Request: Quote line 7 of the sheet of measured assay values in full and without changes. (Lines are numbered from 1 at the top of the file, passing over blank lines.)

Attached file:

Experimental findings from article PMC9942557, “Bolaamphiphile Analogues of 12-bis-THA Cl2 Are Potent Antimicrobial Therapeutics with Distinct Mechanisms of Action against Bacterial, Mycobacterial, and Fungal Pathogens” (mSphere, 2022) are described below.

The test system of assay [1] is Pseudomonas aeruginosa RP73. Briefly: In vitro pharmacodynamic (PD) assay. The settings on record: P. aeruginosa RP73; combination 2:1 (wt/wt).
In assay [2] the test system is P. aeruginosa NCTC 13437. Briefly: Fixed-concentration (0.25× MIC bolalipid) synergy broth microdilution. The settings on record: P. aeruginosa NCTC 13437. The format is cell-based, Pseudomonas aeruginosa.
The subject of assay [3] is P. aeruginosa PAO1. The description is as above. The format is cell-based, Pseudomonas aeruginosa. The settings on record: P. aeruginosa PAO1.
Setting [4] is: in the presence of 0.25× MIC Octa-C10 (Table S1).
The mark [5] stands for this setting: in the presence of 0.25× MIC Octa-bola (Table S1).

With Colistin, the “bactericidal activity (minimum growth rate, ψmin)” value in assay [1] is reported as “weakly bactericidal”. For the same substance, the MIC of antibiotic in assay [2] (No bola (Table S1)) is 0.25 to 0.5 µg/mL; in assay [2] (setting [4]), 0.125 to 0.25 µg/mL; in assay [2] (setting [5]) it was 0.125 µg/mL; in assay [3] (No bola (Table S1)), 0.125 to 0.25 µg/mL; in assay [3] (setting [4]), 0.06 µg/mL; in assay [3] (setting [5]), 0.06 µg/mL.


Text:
With Colistin, the “bactericidal activity (minimum growth rate, ψmin)” value in assay [1] is reported as “weakly bactericidal”. For the same substance, the MIC of antibiotic in assay [2] (No bola (Table S1)) is 0.25 to 0.5 µg/mL; in assay [2] (setting [4]), 0.125 to 0.25 µg/mL; in assay [2] (setting [5]) it was 0.125 µg/mL; in assay [3] (No bola (Table S1)), 0.125 to 0.25 µg/mL; in assay [3] (setting [4]), 0.06 µg/mL; in assay [3] (setting [5]), 0.06 µg/mL.